Tenancy agreements key to auction bid

Our lawyer, Fiona McNulty, explains what do do before buying properties with tenants at auction
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Question: I am thinking about buying a row of three cottages at auction. One cottage is empty, one has been rented out in the last couple of months and the other has been occupied by someone for over 25 years. How should I proceed?

Answer: Ensure your funding is in place. Obtain the legal pack for the properties and instruct your solicitor to consider the title documents, the searches, replies to enquiries and any tenancy agreements which should all be included in the legal pack.

Register with the auctioneers so that if a bid is made prior to auction you are informed, and therefore have the opportunity to make an offer.

As two of the cottages are tenanted, check out the terms under which the tenants are occupying the properties.

The tenant who has only been in occupation for a few months is likely to have an assured shorthold tenancy. Completion of the purchase of a property sold at auction usually must take place within 28 days. This means that you are likely to take the property at completion with the tenant in occupation under the terms of the assured shorthold tenancy.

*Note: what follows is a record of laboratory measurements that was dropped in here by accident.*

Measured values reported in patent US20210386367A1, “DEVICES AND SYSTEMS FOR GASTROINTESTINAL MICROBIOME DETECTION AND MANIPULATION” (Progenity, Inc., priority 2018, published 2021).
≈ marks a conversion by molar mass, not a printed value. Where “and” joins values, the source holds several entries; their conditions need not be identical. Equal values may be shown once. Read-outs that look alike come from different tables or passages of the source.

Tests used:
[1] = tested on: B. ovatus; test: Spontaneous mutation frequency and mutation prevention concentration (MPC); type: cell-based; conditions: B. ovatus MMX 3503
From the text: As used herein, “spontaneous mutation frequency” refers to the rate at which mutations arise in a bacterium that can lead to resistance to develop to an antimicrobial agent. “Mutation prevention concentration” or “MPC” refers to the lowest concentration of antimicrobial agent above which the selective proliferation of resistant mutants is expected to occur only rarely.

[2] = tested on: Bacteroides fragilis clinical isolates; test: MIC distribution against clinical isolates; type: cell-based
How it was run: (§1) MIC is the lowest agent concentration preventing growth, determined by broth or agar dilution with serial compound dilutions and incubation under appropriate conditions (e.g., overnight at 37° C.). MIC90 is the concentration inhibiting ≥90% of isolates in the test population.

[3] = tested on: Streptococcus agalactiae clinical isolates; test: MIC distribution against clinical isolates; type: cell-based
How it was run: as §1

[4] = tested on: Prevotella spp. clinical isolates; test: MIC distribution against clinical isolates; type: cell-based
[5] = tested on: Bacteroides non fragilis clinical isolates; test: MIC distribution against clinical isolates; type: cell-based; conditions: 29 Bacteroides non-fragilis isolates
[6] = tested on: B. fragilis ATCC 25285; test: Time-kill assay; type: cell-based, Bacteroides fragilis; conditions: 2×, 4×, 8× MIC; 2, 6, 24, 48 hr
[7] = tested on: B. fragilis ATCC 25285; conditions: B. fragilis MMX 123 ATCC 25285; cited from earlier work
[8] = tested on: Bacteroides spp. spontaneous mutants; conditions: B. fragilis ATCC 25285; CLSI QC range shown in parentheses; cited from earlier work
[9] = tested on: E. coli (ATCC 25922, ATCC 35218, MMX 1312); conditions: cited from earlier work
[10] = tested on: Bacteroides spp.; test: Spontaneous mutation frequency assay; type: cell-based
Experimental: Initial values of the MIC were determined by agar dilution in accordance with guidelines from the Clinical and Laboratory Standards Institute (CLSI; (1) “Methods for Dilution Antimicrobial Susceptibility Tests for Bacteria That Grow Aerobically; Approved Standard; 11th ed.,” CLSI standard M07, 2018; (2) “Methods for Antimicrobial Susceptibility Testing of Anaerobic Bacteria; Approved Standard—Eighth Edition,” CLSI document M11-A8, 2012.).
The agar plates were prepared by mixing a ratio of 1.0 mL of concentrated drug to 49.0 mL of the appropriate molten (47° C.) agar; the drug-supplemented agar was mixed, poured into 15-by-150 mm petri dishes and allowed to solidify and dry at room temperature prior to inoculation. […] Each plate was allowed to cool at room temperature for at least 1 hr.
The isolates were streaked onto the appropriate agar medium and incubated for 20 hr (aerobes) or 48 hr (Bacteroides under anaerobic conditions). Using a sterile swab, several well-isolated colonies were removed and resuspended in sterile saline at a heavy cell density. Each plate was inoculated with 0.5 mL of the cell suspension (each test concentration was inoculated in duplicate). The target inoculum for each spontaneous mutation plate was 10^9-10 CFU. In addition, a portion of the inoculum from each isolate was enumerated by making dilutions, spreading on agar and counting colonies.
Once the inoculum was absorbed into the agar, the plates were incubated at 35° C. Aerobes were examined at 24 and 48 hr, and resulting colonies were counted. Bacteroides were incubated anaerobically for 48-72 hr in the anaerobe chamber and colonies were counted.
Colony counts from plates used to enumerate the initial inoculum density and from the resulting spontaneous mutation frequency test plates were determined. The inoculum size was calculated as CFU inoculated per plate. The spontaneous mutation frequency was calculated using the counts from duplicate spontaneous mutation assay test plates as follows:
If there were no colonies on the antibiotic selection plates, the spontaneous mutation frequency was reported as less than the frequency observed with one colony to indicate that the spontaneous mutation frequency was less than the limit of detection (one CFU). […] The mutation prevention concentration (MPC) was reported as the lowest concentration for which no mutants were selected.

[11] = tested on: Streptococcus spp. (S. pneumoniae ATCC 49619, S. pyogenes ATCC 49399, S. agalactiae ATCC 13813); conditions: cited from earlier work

This is unlikely to be a problem as you should be able to give the tenant notice to quit under the terms of that tenancy. The tenant who has been there for over 25 years is likely to be a sitting tenant and have security of tenure, so you may not be able to ask them to leave.

The tenant may decide to move voluntarily if offered a premium and acceptable alternative accommodation to do so. However, you must not assume that this will occur.

What's your problem?

If you have a question for Fiona McNulty, email legalsolutions@standard.co.uk. We regret that questions cannot be answered individually.

Fiona is a partner in the residential real estate team at Thring LLP www.thrings.com.

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